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Socialism has been mortally discredited on economic grounds, thanks to Ludwig von Mises, F. A. Hayek, and history. But for many people it has not been discredited on moral grounds. You can tell this by how often people say that while socialism doesn’t work in practice, it is good in theory.
Strange notion—that a theory which doesn’t work in the world can somehow still be good. Where else is it to be judged? One would think that a theory whose consistent realization requires gulags and secret police would be morally disqualified even if it “worked.”
I guess the people who say socialism is good in theory really mean they regret that it doesn’t work without the attendant unpleasantness. Why should that be regrettable? The typical answer is that in socialist theory people are not acquisitive or self-regarding; they are more concerned about others. The regret about socialism turns out to be a regret about human nature.
Leaving aside the facts that the taint on self-interest is assumed not established and that one prospers under capitalism by competitively attending to others, is this a valid statement about socialism? Originally socialism promised a superabundance of goods—so much of everything that no one would have to do without anything. Sharing would be unnecessary because scarcity would be abolished. Wasn’t that an appeal to acquisitiveness, even gluttony? To be sure, socialism’s miserable record has compelled its advocates lately to discover the “age of limits,” but that is only to make a virtue of necessity.
Socialism of course did promise to reconstruct humanity, but the message was always mixed. It promised to subordinate the individual to society while liberating him to be fully himself—free of the necessity to make a living. Leon Trotsky wrote that “Communist man . . . will become immeasurably stronger, wiser and subtler; his body will become more harmonized, his movements more rhythmic, his voice more musical. The forms of life will become dynamically dramatic. The average human type will rise to the heights of an Aristotle, a Goethe, or a Marx.” But the nice Bolshevik also said, “In a country where the sole employer is the State, opposition means death by slow starvation. The old principle: who does not work shall not eat, has been replaced by a new one: who does not obey shall not eat.”
Was the new Socialist Man to be a self-centered achiever or group-centered worker bee? It was never clear how both could be accomplished.
Maybe all that people mean when they lament socialism’s impracticality is that the theory held out hope for an end to material inequality. As intellectual historian Ralph Raico reminds us, it didn’t exactly do that. Marx promised only “to each according to his needs.” He never said we all have the same needs. Besides, it is capitalism not socialism that has achieved essential material equality. (See Donald Boudreaux, “Equality and Capitalism,” September 2002.)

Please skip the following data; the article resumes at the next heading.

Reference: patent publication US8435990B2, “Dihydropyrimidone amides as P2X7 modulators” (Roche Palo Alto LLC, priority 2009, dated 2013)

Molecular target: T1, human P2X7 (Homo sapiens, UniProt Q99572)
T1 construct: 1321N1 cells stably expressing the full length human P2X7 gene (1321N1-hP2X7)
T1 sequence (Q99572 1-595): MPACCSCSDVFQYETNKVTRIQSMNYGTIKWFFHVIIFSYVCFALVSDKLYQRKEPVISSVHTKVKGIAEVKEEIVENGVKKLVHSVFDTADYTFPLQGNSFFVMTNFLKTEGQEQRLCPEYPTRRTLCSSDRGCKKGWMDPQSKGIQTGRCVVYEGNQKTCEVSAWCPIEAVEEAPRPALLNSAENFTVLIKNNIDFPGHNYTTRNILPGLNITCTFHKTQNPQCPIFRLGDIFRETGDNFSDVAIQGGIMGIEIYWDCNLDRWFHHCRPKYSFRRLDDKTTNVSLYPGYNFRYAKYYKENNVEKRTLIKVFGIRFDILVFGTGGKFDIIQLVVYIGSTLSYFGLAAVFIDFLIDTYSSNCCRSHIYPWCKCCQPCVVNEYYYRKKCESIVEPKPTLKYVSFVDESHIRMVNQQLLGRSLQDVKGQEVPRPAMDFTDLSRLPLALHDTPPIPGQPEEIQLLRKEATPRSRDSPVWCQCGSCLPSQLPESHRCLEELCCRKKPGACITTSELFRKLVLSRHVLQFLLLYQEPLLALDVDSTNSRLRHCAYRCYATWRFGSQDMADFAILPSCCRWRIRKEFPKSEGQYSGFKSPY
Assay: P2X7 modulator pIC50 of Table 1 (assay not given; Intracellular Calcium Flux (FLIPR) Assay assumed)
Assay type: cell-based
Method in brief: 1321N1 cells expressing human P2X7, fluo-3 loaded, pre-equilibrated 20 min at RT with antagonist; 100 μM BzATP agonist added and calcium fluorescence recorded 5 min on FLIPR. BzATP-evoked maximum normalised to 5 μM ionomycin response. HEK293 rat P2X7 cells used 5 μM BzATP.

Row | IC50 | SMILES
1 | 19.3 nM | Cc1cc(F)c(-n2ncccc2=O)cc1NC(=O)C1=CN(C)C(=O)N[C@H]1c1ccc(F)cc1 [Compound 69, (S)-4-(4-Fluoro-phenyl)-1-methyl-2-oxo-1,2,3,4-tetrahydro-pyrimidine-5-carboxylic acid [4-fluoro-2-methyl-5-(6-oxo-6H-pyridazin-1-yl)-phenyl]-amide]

The ugliness of socialist theory now comes into focus. Under individualist and capitalist theory (and practice) each person is free to determine his own needs and, through the division of labor and voluntary exchange, to produce what’s required to satisfy them. (As the old Spanish proverb puts it, “Take what you want and pay for it.”) Under socialist theory the individual’s needs are determined and satisfied collectively. Dissent and venturing out on one’s own are not options. As Trotsky acknowledged, everyone is an employee and tenant of the collective—that is, the state.
It’s a mystery why anyone would find that theory beautiful or regret that it doesn’t work in practice.
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The antitrust folks at the Federal Trade Commission are at it again, this time trying to stop a merger in the “superpremium” ice-cream market. George Leef debunks the government’s latest anticompetitive mischief.
All around the country imaginative businessmen are turning now-useless landfills into useful golf courses. Why, Scott McPherson asks, didn’t the bureaucrats think of that?
Owners of businesses everywhere are victimized by ruinous state regulations and taxes. Steven Greenhut reports that in California they are doing something about it.
To hear the American Lung Association tell it, the air we breathe is killing us. But Roy Cordato demonstrates that those reports are flawed.
Governments throughout the West are on a collision course with reality, thanks to their politicized pension systems. Norman Barry describes the wreck in our future.
For nearly 70 years, saving has been regarded in some quarters as socially destructive. Arthur Foulkes shows how wrong that view is.
The term “Austrian economics” often is found in this magazine. We thought it was a good time to reprint Henry Hazlitt’s classic essay on exactly what it is. Part one appears this month.
If a collectivist cannot refute individualism, he may try to build a straw man in order to knock it down. According to Tibor Machan, that summarizes much of contemporary political theory.
The federal government years ago set out to equalize funding for male and female sports in schools. It created a textbook case of the Law of Unintended Consequences, Larry Schweikart writes.
Here’s what our columnists have cooked up: Richard Ebeling honors Ludwig von Mises, who died 30 years ago this month. Lawrence Reed eulogizes a man of character. Thomas Szasz says beware of drug “reformers.” Stephen Davies solves the mystery of China. Russell Roberts examines the claim that medical care cannot be left to the marketplace. And Richard Gordon, hearing claims that deregulation caused the August blackout, objects, “It Just Ain’t So!”
The book reviewers grapple with World War I, the bloody twentieth century, capitalism, and the globalization of culture.